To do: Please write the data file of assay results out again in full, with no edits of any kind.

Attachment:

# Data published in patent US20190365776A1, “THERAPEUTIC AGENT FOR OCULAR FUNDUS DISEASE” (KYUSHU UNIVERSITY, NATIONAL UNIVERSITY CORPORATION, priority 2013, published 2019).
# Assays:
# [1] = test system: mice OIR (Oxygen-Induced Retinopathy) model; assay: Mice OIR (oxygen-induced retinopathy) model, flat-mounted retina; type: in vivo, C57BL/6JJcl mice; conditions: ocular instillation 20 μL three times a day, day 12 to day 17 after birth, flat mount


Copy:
# Data published in patent US20190365776A1, “THERAPEUTIC AGENT FOR OCULAR FUNDUS DISEASE” (KYUSHU UNIVERSITY, NATIONAL UNIVERSITY CORPORATION, priority 2013, published 2019).
# Assays:
# [1] = test system: mice OIR (Oxygen-Induced Retinopathy) model; assay: Mice OIR (oxygen-induced retinopathy) model, flat-mounted retina; type: in vivo, C57BL/6JJcl mice; conditions: ocular instillation 20 μL three times a day, day 12 to day 17 after birth, flat mount